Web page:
Invitational at the University
Club's Big Blue Course in

Men's golf rallies for sixth

Jumping three spots in
the final round. the UK men‘s
golf team finished sixth yes-
terday at the Inverness Inter-
collegiate Invitational in Tole-
do. Ohio.

In the final round. the
Wildcats posted their best
round of the two-day event
with a total of 296t0 finish at
896. 16 strokes behind first
place Florida.

Southern California fin-
ished second at 883. followed
by Texas with a score of 888.
Kent State fired a team score

of 892. while Coastal Carolina
rounded out the top five with
a tally of 893.

Playing in his first colle-
giate tournament. freshman
Andy Winings led the Wild-
cats with seventhplace indi-
vidual finish. A Brownsburg.
Ind. native. Winings fired a
third-round 73 to finish at 219.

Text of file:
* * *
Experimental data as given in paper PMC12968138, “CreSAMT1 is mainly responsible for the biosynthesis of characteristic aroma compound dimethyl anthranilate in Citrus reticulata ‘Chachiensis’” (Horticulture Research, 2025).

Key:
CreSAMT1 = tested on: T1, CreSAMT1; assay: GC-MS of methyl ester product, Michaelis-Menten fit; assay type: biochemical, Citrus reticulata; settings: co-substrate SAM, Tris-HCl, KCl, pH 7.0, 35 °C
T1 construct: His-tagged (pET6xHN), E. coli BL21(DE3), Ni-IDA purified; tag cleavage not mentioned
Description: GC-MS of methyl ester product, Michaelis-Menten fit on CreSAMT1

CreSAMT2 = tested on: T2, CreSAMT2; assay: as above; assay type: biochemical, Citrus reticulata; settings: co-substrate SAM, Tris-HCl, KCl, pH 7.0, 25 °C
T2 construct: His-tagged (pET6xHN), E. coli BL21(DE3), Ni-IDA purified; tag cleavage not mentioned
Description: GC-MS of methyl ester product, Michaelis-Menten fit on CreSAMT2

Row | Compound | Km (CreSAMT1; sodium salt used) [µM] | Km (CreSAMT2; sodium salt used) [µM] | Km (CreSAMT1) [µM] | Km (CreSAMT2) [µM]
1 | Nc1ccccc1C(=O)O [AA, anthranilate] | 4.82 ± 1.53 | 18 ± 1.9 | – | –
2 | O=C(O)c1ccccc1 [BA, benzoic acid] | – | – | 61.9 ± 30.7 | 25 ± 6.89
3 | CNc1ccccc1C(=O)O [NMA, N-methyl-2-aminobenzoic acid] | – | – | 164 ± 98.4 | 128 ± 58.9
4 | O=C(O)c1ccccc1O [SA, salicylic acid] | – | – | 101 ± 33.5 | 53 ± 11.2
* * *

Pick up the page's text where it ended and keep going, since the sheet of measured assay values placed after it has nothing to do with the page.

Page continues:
Sophomore Brad l)oster

finished 25th with a score of


225. while freshman
Woltman and junior
Wilson tied for -llst
scores of 229.

Freshman Jordan Blann
landed in 45th place with his
three~round total of 2:30.

The Wildcats return to ac-
tion Sept. 26-28 when they
travel to Sunriver. Ore. for
The Preview. which will be
played at (Irosswater



gmwsm donor facility

The UK Board of Trustees
accepted $9.380.745 in gifts
and pledges yesterday. includ-
ing an anonymous $3 million
gift toward the design and
construction of the new bas-
ketball practice facility.

The $80 million basketball
facility is to be built behind
UK‘s Memorial Coliseum.
and in addition to practice
courts it will contain training
rooms, weight rooms and ad-
ministrative offices for both
men‘s and women's Wildcat